Trump Threatens to Cut NPR’s Funding After Pompeo Meltdown

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Two days ago, NPR reporter Mary Louise Kelly revealed that Secretary of State Mike Pompeo had berated her with expletives after she asked him about the Ukraine scandal. Today, President Donald Trump chimed in—by appearing to threaten to cut off NPR’s federal funding.
Trump retweeted a comment from right-wing radio host Mark Levin, who had highlighted a Fox News story about the Pompeo controversy and asked: “Why does NPR still exist? We have thousands of radio stations in the U.S. Plus Satellite radio. Podcasts. Why are we paying for this big-government, Democrat Party propaganda operation.” Trump added that Levin’s tweet raised a “very good question!” 

A very good question!
— Donald J. Trump (@realDonaldTrump) January 26, 2020

Conservatives complaining about NPR’s government funding is nothing new. In his budget proposals, Trump has repeatedly signaled a desire to eliminate funding for the Corporation for Public Broadcasting, which distributes government funds to public TV and radio stations. So far, that hasn’t happened.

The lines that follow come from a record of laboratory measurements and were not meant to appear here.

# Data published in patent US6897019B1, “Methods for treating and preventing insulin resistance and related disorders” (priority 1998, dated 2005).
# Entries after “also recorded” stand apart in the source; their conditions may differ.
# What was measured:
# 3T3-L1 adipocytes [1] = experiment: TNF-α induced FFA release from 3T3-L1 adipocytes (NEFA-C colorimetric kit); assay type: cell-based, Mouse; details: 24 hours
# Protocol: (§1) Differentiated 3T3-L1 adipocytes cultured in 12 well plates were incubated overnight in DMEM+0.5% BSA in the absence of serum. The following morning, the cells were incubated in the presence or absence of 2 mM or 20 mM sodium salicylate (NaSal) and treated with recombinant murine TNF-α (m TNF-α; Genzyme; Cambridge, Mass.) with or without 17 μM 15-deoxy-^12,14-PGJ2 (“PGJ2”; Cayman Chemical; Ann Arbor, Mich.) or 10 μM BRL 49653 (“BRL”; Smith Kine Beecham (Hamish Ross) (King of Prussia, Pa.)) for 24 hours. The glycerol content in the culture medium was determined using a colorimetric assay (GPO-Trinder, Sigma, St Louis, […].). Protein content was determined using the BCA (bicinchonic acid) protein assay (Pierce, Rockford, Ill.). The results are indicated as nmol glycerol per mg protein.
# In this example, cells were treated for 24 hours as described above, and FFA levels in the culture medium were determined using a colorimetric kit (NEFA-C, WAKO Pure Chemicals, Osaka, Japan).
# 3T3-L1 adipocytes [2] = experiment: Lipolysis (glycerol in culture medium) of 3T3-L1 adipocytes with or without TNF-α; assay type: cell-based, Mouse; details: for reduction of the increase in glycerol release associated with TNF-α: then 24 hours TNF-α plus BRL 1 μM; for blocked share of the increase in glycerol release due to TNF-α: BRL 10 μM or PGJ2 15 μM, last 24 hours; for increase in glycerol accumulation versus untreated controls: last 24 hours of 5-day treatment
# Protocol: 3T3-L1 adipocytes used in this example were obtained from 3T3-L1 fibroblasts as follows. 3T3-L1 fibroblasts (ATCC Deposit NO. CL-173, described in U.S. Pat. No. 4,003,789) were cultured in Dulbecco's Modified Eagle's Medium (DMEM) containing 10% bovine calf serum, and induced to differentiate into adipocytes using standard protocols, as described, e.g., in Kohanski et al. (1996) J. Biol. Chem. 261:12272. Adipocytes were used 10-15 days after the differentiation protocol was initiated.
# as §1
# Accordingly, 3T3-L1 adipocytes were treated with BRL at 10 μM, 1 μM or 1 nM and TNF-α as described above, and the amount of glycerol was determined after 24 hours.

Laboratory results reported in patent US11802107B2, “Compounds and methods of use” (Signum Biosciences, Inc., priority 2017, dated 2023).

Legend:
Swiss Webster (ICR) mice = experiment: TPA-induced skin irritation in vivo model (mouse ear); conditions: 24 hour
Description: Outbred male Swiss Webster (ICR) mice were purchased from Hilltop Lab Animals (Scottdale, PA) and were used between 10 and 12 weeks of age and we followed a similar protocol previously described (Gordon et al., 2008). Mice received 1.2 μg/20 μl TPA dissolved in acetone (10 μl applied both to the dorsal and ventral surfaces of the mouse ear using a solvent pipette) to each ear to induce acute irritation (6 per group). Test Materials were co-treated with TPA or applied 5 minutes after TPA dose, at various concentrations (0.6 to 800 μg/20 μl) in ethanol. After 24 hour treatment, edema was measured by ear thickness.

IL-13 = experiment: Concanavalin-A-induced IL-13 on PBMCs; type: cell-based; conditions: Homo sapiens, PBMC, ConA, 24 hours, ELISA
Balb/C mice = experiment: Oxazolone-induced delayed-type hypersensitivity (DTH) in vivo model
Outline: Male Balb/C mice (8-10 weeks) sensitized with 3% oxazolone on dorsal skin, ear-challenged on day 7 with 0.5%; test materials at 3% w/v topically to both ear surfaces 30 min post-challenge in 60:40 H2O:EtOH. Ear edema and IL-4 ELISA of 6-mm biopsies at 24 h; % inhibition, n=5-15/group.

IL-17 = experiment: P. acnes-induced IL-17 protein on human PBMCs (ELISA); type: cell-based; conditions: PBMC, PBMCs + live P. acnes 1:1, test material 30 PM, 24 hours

It’s also important to note that only a small portion of NPR’s funding actually comes from tax dollars. According to its latest financial report, just 1 percent of its annual operating budget consists of “grants from Corporation for Public Broadcasting and federal agencies and departments.” Most of its funding comes from corporate sponsorships and dues paid by member stations across the country. Those member stations in turn receive about 12 percent of their funding from the CPB and other federal, state, and local government sources. Some stations also receive money from colleges and universities.
Still, if Trump did decide to retaliate against NPR because of its coverage of his administration, he could do some serious damage—at least if he can convince Congress to go along. “Elimination of federal funding would result in fewer programs, less journalism—especially local journalism—and eventually the loss of public radio stations, particularly in rural and economically distressed communities,” NPR notes on its website.